How Poor Pricing Kills the Impact of Your Bank’s Cost-Cutting

June 27, 2018 Jim Young

Water pouring into a leaky bucket

When I was a kid, my Grandpa used to teach his grandsons valuable life lessons by laughing at us. He loved to put us in tough situations and then let the inevitable failure become a teachable moment. And an amusing moment for him, of course.

In one of these lessons, I was helping him sort cattle into the barn to be checked by the vet. My job was to herd some of the cows in through the gate, then close the gate and tell him how many were in the stall. 

“Okay, Grandpa, now there are seven in the stall. Now another three, and we have … eight total.”

Just a snicker from Gramps.

“Grandpa, four more, and that makes eight. Wait a second …”

Big guffaw from Grandpa.

I finally realized I had left the side gate to our holding stall open. While I was outside desperately chasing cows towards the front gate, the ones I had already caught were calmly sauntering out the side. 

Here at PrecisionLender we come across banks every week that have a similar problem. They are desperately chasing cost savings, and aren’t noticing the revenue that leaks away with every transaction.

Banks are facing intense competition, and many are now embarking on the long, difficult journey of digitally transforming their back-office commercial loan operations. Commercial lending is especially tricky to change, as it involves complex manual processes and bespoke structures. Building this into an efficient, repeatable, and accurate digital process takes hard work and big budgets. But it is quickly becoming table stakes in today’s market, and the payoffs are big. At the end of the rainbow are faster processes which lead to happier customers and impressive cost savings. Banks see as much as 33% reductions in origination and servicing costs.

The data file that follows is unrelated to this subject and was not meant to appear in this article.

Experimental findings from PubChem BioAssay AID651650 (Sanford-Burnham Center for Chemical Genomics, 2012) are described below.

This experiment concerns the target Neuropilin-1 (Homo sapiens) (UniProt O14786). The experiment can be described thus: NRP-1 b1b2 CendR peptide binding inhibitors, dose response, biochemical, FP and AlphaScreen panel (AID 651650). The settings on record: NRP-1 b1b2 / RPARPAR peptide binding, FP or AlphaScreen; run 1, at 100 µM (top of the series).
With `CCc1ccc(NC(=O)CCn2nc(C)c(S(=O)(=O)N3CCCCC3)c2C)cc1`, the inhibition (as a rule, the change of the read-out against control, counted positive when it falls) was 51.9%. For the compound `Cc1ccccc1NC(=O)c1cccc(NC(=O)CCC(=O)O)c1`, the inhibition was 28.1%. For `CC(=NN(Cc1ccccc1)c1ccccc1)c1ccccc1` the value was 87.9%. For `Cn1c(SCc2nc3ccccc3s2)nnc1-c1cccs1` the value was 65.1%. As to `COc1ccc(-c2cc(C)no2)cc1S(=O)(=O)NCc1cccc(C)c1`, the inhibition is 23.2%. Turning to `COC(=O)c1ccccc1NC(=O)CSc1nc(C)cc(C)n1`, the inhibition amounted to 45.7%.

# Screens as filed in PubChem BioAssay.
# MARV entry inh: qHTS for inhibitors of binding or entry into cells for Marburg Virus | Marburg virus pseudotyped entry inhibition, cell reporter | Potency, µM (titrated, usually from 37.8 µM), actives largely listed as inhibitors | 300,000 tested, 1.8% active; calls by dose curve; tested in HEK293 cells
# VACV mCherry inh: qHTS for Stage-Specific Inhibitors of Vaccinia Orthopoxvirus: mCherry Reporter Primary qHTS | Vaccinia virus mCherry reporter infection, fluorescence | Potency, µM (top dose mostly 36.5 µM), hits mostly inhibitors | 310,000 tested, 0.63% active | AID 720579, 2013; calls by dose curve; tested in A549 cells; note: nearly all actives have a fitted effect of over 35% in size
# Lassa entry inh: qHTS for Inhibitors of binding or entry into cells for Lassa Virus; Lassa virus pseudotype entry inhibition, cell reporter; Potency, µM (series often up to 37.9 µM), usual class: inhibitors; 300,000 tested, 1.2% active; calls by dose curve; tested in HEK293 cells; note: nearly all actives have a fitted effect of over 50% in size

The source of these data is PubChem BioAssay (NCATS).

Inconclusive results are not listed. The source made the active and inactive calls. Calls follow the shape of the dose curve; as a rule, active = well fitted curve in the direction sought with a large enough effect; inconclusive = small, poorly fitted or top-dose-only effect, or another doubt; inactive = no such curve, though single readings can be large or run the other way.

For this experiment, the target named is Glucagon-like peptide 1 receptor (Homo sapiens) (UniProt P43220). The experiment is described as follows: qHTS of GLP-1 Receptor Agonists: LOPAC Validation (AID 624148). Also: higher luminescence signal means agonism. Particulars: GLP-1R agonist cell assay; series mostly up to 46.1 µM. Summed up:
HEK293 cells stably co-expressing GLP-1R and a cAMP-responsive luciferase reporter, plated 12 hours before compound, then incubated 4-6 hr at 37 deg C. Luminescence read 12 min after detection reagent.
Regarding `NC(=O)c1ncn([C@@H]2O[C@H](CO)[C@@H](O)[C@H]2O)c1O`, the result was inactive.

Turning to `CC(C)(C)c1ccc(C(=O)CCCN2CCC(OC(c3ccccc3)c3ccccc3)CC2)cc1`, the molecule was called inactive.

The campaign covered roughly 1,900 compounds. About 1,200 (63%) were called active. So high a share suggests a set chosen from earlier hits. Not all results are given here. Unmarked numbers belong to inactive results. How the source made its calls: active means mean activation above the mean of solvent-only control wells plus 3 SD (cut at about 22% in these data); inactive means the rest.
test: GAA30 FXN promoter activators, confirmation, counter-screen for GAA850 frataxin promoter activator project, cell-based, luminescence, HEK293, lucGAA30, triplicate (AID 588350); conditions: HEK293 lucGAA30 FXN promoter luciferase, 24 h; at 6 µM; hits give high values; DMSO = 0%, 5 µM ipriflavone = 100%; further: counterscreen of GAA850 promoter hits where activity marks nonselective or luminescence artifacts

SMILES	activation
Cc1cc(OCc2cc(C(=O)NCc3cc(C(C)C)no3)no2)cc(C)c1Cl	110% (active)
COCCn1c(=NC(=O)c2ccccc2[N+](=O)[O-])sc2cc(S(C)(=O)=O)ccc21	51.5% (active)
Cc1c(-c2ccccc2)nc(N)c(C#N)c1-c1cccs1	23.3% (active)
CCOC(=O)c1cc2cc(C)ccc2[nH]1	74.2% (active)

That’s great, but this is where those lost cows come in.

Because while banks focus on this intense rebuild of the back office, the front-office part of the origination process is in dire need of help. Sales teams are still engaging with customers and negotiating live transactions, and they're doing so with cumbersome tools and out-dated models. Many were built more than a decade ago, and have now seen a full generation of add-ons and new complexity to meet evolving market and regulatory requirements. Structuring, pricing, and negotiating transactions is, in short, messy and inefficient. Banks are leaking basis points faster than they can replace them with hard won cost savings in back-office operations.

This isn’t news to most bankers. They fully realize that pricing is broken, or at least it should be better. But, given the BIG cost savings to be had in rebuilding the origination platform, pricing has to wait, right? We can’t put off 33% savings just for pricing, can we?

Actually … 

Let’s put this in perspective with some quick math.

I used the reference bank that we have created in PrecisionLender to price a typical commercial real estate loan. For this bank, we have configured the assumptions based on industry benchmarks. It uses typical funding curves, a standard nine-point risk rating scale, and average overhead costs that we commission from The Kafafian Group. It won’t reflect the exact costs and risks of your bank, but it will be awfully close.